The massive Everett plant is nearly empty because of the 787 move and delays on the 777X. To be sure, it received a boost with a Lufthansa order this month, but the new widebody isn’t expected to enter service until 2025 because of delays and high costs.
So, what now?
There’s no way the 737 moves anywhere. It’ll be in Renton until it’s done. Moving it would be too expensive. Likewise, the $1 billion composite wing plant in Everett makes that location secure for the 777X.
Following Welchian logic, Calhoun could think defense is the company’s future and split the company apart.
Not that Boeing is doing well with its bungled tanker for the Air Force or the errors and cost overruns in its space program. Boeing’s space contributions go all the way back to Project Apollo, which landed men on the moon. Now the business for low-orbital launches and space travel is advancing with companies like Jeff Bezos’ Blue Origin and Elon Musk’s SpaceX.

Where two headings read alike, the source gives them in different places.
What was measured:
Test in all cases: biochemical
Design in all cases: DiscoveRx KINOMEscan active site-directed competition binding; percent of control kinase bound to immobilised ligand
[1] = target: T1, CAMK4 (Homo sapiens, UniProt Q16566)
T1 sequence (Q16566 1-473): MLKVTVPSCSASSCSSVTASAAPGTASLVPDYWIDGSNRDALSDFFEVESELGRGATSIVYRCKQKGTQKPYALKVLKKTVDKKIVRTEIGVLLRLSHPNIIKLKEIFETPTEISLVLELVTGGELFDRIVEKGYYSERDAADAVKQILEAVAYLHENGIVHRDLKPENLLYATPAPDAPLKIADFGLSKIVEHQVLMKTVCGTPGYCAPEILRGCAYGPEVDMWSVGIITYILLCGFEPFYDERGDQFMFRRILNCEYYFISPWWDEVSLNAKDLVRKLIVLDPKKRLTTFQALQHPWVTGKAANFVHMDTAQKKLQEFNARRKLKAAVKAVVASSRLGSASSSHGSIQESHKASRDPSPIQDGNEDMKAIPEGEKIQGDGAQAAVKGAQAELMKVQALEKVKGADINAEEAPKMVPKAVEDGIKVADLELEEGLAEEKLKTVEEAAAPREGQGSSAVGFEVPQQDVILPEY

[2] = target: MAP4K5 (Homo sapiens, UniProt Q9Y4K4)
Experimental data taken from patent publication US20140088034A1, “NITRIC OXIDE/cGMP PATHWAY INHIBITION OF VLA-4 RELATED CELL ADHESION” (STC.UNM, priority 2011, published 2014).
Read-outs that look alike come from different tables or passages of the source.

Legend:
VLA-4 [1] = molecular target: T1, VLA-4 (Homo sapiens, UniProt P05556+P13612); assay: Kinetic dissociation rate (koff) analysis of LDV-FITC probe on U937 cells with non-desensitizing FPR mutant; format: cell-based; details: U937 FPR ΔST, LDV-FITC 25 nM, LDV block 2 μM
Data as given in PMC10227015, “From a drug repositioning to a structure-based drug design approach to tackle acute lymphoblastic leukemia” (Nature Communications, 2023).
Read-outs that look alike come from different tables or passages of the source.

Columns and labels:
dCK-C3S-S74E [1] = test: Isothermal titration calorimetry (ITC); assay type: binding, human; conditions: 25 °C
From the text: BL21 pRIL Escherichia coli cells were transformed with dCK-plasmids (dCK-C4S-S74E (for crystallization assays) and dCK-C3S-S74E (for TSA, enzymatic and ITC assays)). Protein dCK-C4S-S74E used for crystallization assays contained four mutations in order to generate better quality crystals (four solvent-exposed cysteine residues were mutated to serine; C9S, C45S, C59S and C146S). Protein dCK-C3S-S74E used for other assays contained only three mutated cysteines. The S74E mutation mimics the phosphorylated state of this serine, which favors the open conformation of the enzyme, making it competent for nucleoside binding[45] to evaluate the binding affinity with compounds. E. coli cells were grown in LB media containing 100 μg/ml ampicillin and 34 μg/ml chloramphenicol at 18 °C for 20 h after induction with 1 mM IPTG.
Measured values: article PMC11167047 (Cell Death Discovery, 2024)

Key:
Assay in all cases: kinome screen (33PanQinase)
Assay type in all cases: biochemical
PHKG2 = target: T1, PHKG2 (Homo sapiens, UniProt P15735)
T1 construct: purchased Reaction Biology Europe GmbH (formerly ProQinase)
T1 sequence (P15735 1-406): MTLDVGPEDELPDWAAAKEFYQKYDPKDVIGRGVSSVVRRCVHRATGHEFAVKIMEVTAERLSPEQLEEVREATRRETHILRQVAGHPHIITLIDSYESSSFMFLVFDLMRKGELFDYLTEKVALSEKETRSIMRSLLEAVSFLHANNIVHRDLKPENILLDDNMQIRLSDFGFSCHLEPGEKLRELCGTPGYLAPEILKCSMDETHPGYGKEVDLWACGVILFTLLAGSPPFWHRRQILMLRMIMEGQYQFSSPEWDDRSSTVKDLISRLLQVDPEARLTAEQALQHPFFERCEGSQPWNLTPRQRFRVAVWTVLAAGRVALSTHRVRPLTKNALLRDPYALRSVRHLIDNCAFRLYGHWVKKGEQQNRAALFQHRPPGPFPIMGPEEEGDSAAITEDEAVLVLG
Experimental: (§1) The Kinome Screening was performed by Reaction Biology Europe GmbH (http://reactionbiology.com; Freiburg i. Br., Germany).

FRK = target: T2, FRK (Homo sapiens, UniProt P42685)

Musk wants to colonize Mars. Boeing is struggling to make a successful, uncrewed launch of its Starliner spacecraft this month after a failure in 2021. Starliner is Boeing’s high-profile attempt to carry NASA astronauts.
Meanwhile, the wolf is always at the door.
Airbus roared ahead of Boeing for new jet orders in April. It also intends to add 1,000 new jobs at its assembly site in Mobile, Alabama. China, Boeing’s biggest overseas customer, gained more time to produce its long-sought domestically produced airliner.
In hindsight, Washington state’s billions of dollars in tax incentives for Boeing might better have been spent on luring Airbus. But by the turn of the century, Boeing was pitting states against each other for the work. No incentives might have caused a huge economic hole here.
Headquartered in the other Washington, Boeing is on a very different glidepath than envisioned here in 1917. We should brace for a hard landing.